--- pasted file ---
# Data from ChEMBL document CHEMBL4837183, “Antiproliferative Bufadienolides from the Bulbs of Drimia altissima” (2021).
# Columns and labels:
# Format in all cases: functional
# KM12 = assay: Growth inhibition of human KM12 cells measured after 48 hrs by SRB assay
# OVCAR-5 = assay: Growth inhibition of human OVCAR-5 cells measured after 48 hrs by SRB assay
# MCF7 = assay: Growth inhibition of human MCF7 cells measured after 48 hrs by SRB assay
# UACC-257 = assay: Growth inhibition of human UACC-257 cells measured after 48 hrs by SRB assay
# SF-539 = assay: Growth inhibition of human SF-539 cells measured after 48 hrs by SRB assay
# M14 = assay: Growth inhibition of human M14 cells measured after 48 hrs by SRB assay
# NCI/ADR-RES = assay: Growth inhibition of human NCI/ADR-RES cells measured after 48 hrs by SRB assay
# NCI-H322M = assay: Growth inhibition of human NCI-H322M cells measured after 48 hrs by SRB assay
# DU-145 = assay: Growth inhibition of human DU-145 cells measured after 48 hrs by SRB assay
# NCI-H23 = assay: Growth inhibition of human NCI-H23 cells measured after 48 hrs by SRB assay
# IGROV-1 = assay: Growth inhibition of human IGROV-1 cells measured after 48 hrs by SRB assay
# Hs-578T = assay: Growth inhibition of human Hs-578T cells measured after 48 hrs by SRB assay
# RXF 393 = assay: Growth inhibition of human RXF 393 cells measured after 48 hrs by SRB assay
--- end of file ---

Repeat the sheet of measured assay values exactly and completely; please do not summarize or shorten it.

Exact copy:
# Data from ChEMBL document CHEMBL4837183, “Antiproliferative Bufadienolides from the Bulbs of Drimia altissima” (2021).
# Columns and labels:
# Format in all cases: functional
# KM12 = assay: Growth inhibition of human KM12 cells measured after 48 hrs by SRB assay
# OVCAR-5 = assay: Growth inhibition of human OVCAR-5 cells measured after 48 hrs by SRB assay
# MCF7 = assay: Growth inhibition of human MCF7 cells measured after 48 hrs by SRB assay
# UACC-257 = assay: Growth inhibition of human UACC-257 cells measured after 48 hrs by SRB assay
# SF-539 = assay: Growth inhibition of human SF-539 cells measured after 48 hrs by SRB assay
# M14 = assay: Growth inhibition of human M14 cells measured after 48 hrs by SRB assay
# NCI/ADR-RES = assay: Growth inhibition of human NCI/ADR-RES cells measured after 48 hrs by SRB assay
# NCI-H322M = assay: Growth inhibition of human NCI-H322M cells measured after 48 hrs by SRB assay
# DU-145 = assay: Growth inhibition of human DU-145 cells measured after 48 hrs by SRB assay
# NCI-H23 = assay: Growth inhibition of human NCI-H23 cells measured after 48 hrs by SRB assay
# IGROV-1 = assay: Growth inhibition of human IGROV-1 cells measured after 48 hrs by SRB assay
# Hs-578T = assay: Growth inhibition of human Hs-578T cells measured after 48 hrs by SRB assay
# RXF 393 = assay: Growth inhibition of human RXF 393 cells measured after 48 hrs by SRB assay